David Ubben: Holgorsen already went down the road of having an inexperienced quarterback by necessity. I doubt he wants to do that again with Howard or Crest. I'd be surprised if Crest didn't redshirt. Holgorsen seemed to be buying into Childress before the injury ended his season, so I'd narrow it down to him or Trickett. Trickett didn't seem to really show enough progress late in the year, but in the same breath, he was pretty beat up for most of the season and was playing well below 100 percent. That's going to be taken into account. Still, can Holgorsen rely on a guy who completed 60 percent of his passes in just two of six games this season?
Give me Childress in Morgantown next year.
Cody Wright asks: Who's your Top 5 WR corps of the BIG12 heading into 2014?
David Ubben: Tough question. Lots of talent is heading to the NFL, including Jace Amaro, Tevin Reese and Eric Ward. That's three of the top five receivers who won't return in 2014. In no particular order, here's my top five receiving units next season:
Kansas State: Lockett's presence alone is enough to put them here. He was the Big 12's best receiver this year and will be again next year.
Baylor: Antwan Goodley will get a lot of help from young receivers like Corey Coleman and Jay Lee next year. Don't forget about Levi Norwood, who stepped up big when Reese was injured. Keep an eye out for Robbie Rhodes, too.
Texas Tech: Jakeem Grant and Bradley Marquez are a fantastic 1-2 punch. Marquez's ability to track the ball down field and make plays is way underrated, and Grant is the shiftiest player in the league.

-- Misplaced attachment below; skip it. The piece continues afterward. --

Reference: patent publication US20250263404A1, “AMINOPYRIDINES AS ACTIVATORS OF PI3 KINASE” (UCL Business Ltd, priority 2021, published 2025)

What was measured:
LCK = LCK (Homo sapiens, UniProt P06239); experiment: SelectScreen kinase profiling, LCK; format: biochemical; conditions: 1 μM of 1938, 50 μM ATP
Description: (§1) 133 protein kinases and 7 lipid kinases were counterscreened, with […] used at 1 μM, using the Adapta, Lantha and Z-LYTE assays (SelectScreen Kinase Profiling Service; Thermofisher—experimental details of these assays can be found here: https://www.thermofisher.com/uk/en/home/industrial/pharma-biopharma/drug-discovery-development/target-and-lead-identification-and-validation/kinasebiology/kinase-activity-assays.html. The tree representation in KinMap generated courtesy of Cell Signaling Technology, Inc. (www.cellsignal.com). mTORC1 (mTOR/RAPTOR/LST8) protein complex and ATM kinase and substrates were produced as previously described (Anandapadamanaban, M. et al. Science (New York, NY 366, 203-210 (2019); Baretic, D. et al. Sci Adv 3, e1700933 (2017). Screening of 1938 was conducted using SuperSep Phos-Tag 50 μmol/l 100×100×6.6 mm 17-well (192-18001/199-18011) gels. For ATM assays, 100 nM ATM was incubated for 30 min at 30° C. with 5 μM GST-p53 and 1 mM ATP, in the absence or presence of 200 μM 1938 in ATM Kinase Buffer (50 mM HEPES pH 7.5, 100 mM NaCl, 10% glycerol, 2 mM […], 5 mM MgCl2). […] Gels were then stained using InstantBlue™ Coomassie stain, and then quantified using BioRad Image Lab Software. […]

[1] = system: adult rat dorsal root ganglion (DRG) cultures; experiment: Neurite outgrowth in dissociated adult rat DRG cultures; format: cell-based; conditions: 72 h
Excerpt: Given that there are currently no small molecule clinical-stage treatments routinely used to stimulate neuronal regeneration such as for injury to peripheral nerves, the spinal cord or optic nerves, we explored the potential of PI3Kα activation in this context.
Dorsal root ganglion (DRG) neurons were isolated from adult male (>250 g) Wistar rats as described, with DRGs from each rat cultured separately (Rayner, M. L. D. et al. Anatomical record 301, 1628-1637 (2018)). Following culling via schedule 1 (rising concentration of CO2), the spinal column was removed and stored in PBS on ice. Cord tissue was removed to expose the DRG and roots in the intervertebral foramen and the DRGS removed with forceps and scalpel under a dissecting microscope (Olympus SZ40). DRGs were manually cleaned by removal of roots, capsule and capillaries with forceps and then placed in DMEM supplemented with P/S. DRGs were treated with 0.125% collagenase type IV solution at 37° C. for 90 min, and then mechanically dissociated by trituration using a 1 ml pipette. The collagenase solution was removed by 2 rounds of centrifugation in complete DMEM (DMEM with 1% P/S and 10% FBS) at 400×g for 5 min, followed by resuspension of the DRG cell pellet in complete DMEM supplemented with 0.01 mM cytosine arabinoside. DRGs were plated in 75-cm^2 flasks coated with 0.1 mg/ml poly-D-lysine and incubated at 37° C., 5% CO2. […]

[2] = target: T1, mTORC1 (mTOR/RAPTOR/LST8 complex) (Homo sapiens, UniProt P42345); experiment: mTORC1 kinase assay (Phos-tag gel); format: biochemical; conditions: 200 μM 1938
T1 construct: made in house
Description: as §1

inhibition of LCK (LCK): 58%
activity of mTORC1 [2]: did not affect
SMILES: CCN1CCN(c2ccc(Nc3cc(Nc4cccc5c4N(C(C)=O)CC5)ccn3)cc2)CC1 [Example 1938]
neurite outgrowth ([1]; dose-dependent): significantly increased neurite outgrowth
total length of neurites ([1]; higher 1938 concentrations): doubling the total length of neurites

Oklahoma State: Three of the team's top four targets are gone, but I love what I saw from Jhajuan Seales and Brandon Sheperd this year. Young guys like Marcell Ateman and Ra'Shaad Samples are promising, too.
West Virginia: Inexperience and poor QB play last year hamstrung these guys a bit, but WVU gets the nod here because it's so deep at the position. Five receivers had at least 20 catches last year, and Mario Alford, Daikiel Shorts and Kevin White are a great trio.
TCU is a narrow miss. The Frogs have a lot of potential in guys like Brandon Carter and LaDarius Brown, but there wasn't enough production last year. The quarterback play is a factor there, but the receivers were awful early in the season before surging late.
Not enough proven depth for Texas and too many losses for Oklahoma to include them.
Sheer_con asks: Do you think Oklahoma will suffer with Charlie Strong joining Kevin Sumlin in reaping all the Texas talent?
David Ubben: Uh, no. How much better can Charlie Strong recruit at Texas? Talent hasn't been the Longhorns' problem in recent years. Previously, it was recruiting players who didn't fit their system. That's been repaired a bit, but Texas' weakness at quarterback is still glaring. The Longhorns perennially signed top 5-10 recruiting classes under Mack Brown and I expect them to do the same under Strong. There's still plenty of talent in the state of Texas for Oklahoma to make a big mark and continue its own winning tradition.